The Rentals share new single ‘Conspiracy’

Matt Sharp press photo
Photo Credit: Dirk Mai

The Rentals have shared a new track titled Conspiracy, the catchiest, most paranoia-laden pop song you are bound to hear in 2020. Watch the video for the track via YouTube below.

As the new single from The Rentals’ epic, outer space-themed double album ‘Q36’ opens, a couple of acoustic guitars and George Jetson-grade synthesizers set the table for a massive, monster drum loop that’s been given the full Dave Fridmann (Flaming Lips, MGMT) bombastic crush. Moments later, Nick Zinner (Yeah Yeah Yeahs) drifts in from somewhere far off in the distance, creating new worlds for earthlings to inhabit with the expanse of his signature, cinematic guitar style. Meanwhile, The Gentle Assassins Choir dynamically lifts each and every one of the song’s three choruses. Ronnie Vannucci’s (The Killers) spastic little blasts of hyperkinetic drum fills break through all of this beautiful chaos. As Vanucci does with his day job, he provides an explosive flair that propels all of the melodic hooks forward with the urgency of a double agent spy holding extraterrestrial government secrets.

With only a $150 camcorder and a large black bedsheet, the video was made the only way it could be in these self-quarantined times we are all living in. Matt Sharp, the group’s founding musical architect and lead singer, used whatever he could find lying around the house to create this one-take, uncut performance that accompanies a non-stop flurry of one-second newsreel images featuring just about every conspiracy logged into the endless back pages of Reddit’s most popular message boards. QAnon, Bigfoot, Roswell, Flat Earthers, Lizard People, and countless other conspiracies flow in an endless stream of radical beliefs.

The song’s playful lyrics are imaginatively sung from the point of view of the recently deceased, infamous ‘Coast To Coast’ AM radio broadcaster Art Bell, as he listens to a series of random callers expound on what many might consider out-there theories.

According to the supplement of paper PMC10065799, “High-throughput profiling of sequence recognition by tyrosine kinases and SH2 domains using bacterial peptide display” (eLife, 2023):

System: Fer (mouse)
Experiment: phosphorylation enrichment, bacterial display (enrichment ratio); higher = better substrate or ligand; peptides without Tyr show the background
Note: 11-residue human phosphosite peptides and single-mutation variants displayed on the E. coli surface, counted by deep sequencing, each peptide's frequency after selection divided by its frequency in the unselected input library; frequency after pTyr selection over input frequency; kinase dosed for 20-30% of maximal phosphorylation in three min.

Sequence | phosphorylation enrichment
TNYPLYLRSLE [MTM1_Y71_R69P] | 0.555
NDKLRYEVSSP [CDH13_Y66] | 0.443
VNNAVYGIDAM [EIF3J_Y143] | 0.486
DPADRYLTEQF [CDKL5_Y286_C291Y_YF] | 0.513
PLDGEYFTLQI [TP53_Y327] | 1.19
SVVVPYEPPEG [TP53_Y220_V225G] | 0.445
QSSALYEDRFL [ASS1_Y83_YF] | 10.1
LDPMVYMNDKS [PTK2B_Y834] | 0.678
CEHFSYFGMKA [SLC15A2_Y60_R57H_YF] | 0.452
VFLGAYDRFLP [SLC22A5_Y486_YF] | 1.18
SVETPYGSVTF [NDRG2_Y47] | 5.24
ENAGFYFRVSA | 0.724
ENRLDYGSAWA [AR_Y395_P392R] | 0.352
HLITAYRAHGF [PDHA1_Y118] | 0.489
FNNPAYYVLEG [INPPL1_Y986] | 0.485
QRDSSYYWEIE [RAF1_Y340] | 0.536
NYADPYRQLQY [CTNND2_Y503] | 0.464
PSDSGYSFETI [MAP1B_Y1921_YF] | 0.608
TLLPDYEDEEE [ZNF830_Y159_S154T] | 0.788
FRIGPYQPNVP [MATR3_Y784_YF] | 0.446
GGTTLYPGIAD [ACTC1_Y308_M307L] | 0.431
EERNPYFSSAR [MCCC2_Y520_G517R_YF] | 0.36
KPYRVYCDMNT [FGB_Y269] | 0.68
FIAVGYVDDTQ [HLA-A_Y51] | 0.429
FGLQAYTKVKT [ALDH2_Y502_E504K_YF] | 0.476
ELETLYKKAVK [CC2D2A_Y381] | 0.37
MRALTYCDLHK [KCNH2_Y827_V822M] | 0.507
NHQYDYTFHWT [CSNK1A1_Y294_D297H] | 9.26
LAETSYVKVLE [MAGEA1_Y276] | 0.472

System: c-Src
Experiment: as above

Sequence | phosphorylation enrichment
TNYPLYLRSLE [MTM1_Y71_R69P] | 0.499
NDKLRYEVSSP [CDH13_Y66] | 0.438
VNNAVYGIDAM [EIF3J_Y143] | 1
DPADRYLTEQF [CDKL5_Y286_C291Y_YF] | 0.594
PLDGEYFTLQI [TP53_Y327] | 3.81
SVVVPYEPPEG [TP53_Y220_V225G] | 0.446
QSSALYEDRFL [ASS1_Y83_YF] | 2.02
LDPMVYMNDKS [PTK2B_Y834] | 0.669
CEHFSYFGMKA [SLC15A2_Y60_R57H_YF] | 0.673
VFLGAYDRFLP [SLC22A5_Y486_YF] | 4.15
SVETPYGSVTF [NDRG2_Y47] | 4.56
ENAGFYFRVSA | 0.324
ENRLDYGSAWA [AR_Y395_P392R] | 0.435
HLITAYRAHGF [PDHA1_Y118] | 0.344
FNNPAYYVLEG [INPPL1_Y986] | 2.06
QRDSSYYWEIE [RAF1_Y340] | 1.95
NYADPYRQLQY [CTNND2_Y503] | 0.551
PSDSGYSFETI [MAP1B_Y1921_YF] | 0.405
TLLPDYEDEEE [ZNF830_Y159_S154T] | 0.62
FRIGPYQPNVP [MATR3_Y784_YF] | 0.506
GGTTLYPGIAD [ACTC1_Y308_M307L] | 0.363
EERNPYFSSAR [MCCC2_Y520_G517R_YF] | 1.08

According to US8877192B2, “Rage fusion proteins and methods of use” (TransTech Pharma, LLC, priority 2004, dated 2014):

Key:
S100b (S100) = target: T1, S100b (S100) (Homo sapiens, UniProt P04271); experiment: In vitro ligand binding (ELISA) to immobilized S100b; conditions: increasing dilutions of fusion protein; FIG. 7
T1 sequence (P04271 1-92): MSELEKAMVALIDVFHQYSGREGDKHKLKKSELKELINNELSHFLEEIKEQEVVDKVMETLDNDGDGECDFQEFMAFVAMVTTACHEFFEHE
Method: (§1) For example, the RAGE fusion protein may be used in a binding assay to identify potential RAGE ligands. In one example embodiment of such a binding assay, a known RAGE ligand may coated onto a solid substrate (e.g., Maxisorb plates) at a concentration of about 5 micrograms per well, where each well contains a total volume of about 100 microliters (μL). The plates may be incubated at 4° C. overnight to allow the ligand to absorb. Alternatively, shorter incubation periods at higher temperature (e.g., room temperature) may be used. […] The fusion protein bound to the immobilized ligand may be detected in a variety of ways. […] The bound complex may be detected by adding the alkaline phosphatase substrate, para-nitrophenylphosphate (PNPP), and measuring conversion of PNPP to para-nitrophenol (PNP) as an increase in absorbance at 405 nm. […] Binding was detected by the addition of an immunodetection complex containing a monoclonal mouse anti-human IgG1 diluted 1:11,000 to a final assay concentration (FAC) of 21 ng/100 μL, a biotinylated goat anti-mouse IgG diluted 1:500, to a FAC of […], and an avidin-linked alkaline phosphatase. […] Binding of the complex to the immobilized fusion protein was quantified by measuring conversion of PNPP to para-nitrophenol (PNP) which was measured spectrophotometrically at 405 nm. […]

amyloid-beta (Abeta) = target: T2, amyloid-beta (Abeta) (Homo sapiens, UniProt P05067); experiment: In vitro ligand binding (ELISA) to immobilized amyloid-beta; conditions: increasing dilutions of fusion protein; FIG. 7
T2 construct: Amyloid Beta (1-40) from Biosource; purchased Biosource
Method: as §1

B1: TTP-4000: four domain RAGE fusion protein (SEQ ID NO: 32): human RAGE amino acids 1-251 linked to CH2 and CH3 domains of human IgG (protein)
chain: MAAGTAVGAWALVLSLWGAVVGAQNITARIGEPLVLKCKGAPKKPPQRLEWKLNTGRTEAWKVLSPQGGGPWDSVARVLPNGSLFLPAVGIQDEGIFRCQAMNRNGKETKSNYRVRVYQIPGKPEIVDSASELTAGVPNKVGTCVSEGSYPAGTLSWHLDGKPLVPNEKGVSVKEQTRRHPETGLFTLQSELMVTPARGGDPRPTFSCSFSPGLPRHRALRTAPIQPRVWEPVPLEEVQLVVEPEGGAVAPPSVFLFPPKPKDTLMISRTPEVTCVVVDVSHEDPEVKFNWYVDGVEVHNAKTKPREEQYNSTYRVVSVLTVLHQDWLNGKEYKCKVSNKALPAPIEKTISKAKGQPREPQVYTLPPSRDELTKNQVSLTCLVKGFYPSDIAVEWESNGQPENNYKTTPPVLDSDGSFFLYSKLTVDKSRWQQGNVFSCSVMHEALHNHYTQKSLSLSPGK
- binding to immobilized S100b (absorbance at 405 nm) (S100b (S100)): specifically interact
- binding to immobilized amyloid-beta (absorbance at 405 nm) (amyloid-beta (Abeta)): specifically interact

Sharp explains, “Some time ago, on a tour of very small solo concerts, I found myself making those long, late night drives that every independent musician is familiar with, just traveling from one gig to the next. After almost every show, sometime around midnight driving down the open, barren highways, this comforting voice would keep me company through paper-thin frequencies of the intermittent, AM radio transmissions. Art Bell would stay with me all the way into the wee hours of the morning keeping me awake talking about global superstorms and ghost stories, while occasionally trying to sell me a HAM Radio or an end of the world survival kit.”

Sharp continues, “Art would listen to everyone from storm chasers to alien abductees, real-life rocket scientists to government officials and sometimes just a half-baked vagabond trying to evade the C.I.A. calling from a payphone on some random, desolate street corner. Throughout all these conversations, he kept the same open-minded, even-keeled, intellectually curious tone. No matter how fantastical a yarn the callers were spinning, Art never mocked them or replied with condescension. If you worked for NASA or were calling from your mom’s basement with a tin foil hat, he gave each guest an equal amount of respect, and to me, that was his unique gift.”

Conspiracy was born out of the memories of those late-night hauls with Art Bell riding shotgun. The premise of the song is simple: Art Bell opens his phone lines to listen to his callers, as they broadcast their fantastical theories from coast to coast.

The Las Vegas Review-Journal reported that Bell died of an accidental overdose from a cocktail of prescription drugs. The coroner’s office determined he had four prescription medications in his system. In the early stages of the song’s production, while Mr. Bell was still alive, Sharp hung a picture of Bell in the middle of a futuristic looking lamp that rests in the corner of his small home studio as a reminder to try to approach the song with the same gracious, open-minded manner of this reluctant cult hero of late-night radio. “During the recording, I would daydream about being able to share the song with both Art and his audience because, as I’m sure he already knew, somewhere in time, his companionship saved so many of us from driving all the way off the road, in the middle of the night,” Sharp says.